Development of Juvenile ALS associated with SIGMAR1 Gene Mutation

In a study published in the Annals of Neurology, investigators from the Kingdom of Saudi Arabia have identified that the development of juvenile amyotrophic lateral sclerosis (ALS) is associated with SIGMAR1 gene mutation. Variation in the SIGMAR1 gene affects the Sigma-1 receptors, which are a part of motor neuron function and disease development.
ALS (Lou Gehrig’s disease) being a progressive neurodegenerative disorder targets the brain and spinal cord nerve cells (neurons) responsible for voluntary muscle movement. Steady and progressive muscle weakening caused by the degeneration of upper and lower motor neurons eventually results in paralysis and fatality from respiratory failure.
According to the study, ALS affects 1 to 3 per 100,000 individuals annually. While 90% of cases have no family history of sporadic ALS, the rest 10% of cases have more than one family member with familial ALS.
Juvenile ALS is a rare and sporadic disorder with an onset of below 25 years, consequently increasing the difficulty of determining incidence rates. Renowned physicist Professor Stephen Hawking, who was diagnosed at the age of 21 years, is one of the most prominent juvenile ALS patients.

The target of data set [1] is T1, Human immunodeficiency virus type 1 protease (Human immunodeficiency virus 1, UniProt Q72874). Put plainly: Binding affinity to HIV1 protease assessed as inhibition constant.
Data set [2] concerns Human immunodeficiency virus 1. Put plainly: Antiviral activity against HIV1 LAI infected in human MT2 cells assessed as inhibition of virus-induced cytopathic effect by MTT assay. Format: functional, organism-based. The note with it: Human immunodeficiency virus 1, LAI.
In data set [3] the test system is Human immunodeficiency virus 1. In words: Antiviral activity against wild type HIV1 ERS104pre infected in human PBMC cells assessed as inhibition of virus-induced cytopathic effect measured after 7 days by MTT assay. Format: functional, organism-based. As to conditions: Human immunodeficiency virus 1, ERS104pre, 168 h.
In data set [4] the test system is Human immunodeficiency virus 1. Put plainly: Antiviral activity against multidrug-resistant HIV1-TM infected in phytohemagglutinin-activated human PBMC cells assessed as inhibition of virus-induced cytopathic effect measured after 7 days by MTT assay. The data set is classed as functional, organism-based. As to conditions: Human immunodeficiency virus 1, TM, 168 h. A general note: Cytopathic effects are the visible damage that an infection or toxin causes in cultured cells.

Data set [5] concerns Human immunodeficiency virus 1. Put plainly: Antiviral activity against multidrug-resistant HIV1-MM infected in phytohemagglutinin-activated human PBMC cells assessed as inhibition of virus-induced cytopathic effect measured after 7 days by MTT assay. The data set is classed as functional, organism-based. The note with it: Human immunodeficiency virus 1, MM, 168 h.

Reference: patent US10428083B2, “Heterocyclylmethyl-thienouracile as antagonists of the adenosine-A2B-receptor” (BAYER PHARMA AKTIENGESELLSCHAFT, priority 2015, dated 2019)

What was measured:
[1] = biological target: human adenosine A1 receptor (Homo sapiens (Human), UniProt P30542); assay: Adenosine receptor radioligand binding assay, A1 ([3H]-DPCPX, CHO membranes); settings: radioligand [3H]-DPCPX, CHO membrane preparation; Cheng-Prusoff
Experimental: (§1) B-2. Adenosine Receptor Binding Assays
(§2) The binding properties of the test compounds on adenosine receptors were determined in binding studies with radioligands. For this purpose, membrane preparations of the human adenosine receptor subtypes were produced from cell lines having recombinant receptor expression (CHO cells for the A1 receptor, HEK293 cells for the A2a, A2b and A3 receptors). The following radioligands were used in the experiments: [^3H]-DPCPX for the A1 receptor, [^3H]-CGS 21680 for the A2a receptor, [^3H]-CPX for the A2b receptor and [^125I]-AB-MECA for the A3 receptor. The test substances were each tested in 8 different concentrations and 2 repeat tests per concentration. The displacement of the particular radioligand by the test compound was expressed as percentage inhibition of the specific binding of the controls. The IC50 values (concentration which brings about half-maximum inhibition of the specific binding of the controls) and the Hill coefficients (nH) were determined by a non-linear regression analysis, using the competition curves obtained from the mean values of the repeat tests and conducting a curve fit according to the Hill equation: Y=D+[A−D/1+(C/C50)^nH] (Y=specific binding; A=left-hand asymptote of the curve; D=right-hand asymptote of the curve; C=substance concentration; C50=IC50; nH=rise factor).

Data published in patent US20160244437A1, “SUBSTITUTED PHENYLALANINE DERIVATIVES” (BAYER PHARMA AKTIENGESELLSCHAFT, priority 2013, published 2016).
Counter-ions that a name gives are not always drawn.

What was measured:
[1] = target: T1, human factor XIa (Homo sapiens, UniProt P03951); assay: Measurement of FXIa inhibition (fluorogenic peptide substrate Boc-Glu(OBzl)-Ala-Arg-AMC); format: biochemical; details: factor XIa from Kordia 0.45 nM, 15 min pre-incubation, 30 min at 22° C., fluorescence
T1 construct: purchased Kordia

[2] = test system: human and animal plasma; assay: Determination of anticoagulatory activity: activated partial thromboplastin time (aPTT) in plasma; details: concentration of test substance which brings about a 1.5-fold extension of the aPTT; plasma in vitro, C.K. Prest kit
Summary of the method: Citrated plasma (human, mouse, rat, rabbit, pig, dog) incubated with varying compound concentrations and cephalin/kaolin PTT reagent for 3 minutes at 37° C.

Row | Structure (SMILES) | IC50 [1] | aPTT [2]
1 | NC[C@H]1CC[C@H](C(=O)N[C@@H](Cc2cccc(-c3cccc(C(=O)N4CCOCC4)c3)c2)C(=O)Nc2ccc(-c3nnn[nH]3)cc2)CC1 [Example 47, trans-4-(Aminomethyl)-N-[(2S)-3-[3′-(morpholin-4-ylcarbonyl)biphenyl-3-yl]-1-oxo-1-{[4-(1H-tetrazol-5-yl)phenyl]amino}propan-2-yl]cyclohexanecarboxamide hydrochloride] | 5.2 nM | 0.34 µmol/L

According to previous research, ALS2 and SETX gene mutations were seen in juvenile ALS cases, and superoxide dismutase 1 (SOD1) gene mutation made up for 5% sporadic and 20% familial ALS cases.
In order to study the mutations associated with ALS development, four juvenile ALS patients from an ALS family were genetically tested by study lead Dr. Amr Al-Saif from the King Faisal Specialist Hospital and Research Center in Riyadh, KSA.
Researchers used direct sequencing to identify genetic variants, and gene mapping of DNA to locate a shared homozygous region in the affected individuals. The encoded protein, Sigma-1 receptor was a product of mutation in the gene sequencing of SIGMAR1. Cells containing the mutant protein were not very resistant to endoplasmic reticulum stress-induced apoptosis (programmed cell death).
Dr. Al-Saif explains: “Prior evidence has established that Sigma-1 receptors have neuroprotective properties and animal models with this gene inactivated have displayed motor deficiency. Our findings emphasize the important role of Sigma-1 receptors in motor neuron function and disease. Further exploration is warranted to uncover potential therapeutic targets for ALS.”

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